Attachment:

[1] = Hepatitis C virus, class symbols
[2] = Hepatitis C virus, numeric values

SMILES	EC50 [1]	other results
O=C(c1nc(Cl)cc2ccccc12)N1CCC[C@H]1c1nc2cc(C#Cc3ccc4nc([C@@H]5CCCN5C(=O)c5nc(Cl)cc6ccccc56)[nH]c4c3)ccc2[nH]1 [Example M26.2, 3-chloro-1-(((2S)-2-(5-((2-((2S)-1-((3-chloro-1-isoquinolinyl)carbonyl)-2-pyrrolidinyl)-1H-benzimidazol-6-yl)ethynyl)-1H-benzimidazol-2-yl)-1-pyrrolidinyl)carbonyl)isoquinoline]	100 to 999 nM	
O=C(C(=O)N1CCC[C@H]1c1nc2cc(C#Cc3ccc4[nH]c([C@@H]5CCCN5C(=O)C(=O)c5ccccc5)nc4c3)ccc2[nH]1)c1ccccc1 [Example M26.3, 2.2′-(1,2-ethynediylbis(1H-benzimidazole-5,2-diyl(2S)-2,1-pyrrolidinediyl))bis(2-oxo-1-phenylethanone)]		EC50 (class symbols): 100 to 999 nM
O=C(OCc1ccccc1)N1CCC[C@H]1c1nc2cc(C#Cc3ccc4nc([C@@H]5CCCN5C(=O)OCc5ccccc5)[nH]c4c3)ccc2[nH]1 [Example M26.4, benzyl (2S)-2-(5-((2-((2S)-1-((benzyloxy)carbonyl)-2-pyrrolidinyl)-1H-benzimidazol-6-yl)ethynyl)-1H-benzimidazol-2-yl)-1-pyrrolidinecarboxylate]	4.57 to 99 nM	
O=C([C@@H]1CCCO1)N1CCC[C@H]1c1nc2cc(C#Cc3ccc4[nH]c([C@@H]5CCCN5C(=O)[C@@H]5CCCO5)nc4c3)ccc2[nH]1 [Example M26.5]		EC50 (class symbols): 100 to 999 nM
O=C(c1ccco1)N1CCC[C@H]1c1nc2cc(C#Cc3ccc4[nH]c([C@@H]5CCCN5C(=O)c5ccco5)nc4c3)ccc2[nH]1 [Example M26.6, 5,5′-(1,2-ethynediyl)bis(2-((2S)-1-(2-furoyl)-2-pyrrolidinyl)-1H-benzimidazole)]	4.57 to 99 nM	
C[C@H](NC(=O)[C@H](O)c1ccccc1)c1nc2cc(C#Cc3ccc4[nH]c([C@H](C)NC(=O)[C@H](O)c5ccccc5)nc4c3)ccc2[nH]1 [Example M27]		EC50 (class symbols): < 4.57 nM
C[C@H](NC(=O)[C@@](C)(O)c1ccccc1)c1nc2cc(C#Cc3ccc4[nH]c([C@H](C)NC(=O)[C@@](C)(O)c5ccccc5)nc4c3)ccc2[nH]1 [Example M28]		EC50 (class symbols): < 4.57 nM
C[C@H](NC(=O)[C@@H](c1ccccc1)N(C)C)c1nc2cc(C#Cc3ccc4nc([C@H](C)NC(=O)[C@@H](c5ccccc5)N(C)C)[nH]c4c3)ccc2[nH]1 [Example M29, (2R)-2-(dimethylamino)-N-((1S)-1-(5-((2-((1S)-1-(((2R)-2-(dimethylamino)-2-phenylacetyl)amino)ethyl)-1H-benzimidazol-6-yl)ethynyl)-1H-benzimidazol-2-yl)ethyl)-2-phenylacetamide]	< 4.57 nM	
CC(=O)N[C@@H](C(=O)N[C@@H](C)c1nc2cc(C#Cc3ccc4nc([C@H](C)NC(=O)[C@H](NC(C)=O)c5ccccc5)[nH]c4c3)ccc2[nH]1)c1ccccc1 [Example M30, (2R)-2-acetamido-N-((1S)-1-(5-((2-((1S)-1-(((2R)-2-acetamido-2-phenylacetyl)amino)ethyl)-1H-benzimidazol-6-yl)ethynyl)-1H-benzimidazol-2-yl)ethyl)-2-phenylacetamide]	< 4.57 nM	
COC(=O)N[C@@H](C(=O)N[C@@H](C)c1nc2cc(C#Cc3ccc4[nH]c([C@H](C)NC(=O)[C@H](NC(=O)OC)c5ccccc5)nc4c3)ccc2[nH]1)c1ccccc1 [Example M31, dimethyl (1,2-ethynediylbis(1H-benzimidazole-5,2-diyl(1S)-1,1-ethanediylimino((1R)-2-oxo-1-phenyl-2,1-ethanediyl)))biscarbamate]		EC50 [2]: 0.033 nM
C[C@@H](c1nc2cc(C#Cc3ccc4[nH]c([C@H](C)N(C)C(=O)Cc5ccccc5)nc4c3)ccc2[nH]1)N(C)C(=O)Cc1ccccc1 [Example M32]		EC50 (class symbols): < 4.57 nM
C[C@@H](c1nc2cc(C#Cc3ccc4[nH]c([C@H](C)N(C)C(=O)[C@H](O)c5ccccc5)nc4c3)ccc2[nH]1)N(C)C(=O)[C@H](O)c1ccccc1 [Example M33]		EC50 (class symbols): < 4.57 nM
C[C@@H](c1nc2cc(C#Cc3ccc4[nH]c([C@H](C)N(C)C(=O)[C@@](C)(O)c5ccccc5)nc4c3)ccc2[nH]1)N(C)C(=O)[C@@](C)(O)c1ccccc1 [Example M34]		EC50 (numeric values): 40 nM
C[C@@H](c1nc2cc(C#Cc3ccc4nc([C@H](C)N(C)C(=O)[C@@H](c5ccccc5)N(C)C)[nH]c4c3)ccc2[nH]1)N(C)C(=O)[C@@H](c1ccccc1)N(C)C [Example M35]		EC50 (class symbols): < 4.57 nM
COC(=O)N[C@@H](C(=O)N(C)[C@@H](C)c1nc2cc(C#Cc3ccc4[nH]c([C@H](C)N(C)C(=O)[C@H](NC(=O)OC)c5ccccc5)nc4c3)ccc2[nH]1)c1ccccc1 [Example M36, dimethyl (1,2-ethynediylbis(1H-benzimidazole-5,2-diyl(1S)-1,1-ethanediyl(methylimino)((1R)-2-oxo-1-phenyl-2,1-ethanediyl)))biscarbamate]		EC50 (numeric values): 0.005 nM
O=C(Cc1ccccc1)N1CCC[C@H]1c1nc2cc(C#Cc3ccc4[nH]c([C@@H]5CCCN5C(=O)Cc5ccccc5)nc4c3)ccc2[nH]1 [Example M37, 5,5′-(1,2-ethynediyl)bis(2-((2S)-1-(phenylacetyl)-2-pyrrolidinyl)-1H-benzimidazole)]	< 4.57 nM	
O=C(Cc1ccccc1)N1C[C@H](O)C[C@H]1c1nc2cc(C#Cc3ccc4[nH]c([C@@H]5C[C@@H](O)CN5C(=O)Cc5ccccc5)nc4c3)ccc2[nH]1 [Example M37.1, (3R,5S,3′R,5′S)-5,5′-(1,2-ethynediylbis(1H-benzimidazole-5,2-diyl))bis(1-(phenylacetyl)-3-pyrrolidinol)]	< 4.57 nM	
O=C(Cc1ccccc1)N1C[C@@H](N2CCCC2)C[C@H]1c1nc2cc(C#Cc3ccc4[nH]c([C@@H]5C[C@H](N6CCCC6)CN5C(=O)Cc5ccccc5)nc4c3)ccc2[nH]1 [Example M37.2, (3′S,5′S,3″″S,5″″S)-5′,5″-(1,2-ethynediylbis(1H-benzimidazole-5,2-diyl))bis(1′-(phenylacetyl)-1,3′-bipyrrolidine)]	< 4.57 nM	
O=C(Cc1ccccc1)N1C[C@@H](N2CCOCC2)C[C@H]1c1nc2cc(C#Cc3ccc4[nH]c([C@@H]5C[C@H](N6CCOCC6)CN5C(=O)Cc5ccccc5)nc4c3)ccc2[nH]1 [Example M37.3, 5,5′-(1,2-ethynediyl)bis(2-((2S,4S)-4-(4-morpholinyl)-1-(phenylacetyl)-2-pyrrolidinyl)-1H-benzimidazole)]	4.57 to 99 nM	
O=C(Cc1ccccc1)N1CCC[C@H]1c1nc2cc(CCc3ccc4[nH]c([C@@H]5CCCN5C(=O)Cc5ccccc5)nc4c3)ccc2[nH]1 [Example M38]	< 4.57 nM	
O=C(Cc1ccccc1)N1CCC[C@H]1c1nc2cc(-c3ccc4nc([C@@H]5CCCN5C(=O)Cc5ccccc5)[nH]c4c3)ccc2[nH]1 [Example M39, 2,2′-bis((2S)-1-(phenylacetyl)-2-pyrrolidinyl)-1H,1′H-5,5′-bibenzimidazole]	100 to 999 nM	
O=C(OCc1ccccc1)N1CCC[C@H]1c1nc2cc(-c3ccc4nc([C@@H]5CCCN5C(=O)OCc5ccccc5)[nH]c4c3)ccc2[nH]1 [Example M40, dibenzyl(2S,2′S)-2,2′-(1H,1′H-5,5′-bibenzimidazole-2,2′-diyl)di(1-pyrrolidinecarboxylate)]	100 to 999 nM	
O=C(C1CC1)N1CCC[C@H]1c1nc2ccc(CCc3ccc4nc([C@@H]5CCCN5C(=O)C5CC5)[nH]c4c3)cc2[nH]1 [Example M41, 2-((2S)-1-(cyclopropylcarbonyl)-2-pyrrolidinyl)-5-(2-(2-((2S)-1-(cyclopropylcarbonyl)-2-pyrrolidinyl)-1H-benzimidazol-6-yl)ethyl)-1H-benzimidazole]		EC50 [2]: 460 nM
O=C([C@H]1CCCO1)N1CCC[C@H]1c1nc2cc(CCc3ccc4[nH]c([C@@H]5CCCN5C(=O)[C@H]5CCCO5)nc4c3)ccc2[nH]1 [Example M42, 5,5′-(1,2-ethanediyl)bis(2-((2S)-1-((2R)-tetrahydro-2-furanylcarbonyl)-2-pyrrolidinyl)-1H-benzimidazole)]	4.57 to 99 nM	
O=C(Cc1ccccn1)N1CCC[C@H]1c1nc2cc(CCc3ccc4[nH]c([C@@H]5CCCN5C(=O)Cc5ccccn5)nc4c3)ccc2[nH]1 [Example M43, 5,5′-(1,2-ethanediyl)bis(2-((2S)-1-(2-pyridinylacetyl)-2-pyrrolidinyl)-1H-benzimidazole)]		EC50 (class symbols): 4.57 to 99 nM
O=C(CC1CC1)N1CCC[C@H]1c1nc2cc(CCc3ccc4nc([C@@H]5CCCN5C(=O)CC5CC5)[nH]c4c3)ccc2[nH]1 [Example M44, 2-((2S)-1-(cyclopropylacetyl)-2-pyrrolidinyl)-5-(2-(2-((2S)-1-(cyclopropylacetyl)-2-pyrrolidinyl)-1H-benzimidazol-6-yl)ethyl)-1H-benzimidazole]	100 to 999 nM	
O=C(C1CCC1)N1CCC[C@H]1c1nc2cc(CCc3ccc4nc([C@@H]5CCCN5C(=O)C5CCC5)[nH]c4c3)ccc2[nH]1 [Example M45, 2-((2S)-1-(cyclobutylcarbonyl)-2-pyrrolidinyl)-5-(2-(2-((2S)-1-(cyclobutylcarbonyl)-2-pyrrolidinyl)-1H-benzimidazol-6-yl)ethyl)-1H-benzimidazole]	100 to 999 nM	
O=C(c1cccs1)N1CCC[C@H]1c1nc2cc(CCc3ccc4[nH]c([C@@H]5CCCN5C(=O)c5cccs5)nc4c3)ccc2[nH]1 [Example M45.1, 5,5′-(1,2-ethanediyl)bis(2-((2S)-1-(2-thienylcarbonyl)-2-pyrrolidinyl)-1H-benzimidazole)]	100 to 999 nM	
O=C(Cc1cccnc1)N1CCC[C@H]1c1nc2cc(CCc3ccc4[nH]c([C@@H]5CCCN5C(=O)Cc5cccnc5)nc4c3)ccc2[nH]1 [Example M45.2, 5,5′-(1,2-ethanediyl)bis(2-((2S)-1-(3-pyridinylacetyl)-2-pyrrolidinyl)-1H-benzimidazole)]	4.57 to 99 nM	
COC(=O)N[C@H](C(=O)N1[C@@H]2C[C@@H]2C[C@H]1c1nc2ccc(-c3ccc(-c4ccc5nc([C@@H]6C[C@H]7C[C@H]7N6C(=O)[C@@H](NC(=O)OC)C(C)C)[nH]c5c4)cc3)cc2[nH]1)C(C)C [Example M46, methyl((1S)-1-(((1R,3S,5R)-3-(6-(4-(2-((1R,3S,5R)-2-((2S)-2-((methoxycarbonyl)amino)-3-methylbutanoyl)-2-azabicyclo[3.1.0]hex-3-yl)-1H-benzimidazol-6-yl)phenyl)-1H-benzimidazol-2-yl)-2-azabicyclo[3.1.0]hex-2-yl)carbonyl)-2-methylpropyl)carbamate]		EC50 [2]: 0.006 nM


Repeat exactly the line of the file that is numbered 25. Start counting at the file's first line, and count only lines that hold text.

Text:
O=C(OCc1ccccc1)N1CCC[C@H]1c1nc2cc(-c3ccc4nc([C@@H]5CCCN5C(=O)OCc5ccccc5)[nH]c4c3)ccc2[nH]1 [Example M40, dibenzyl(2S,2′S)-2,2′-(1H,1′H-5,5′-bibenzimidazole-2,2′-diyl)di(1-pyrrolidinecarboxylate)]	100 to 999 nM	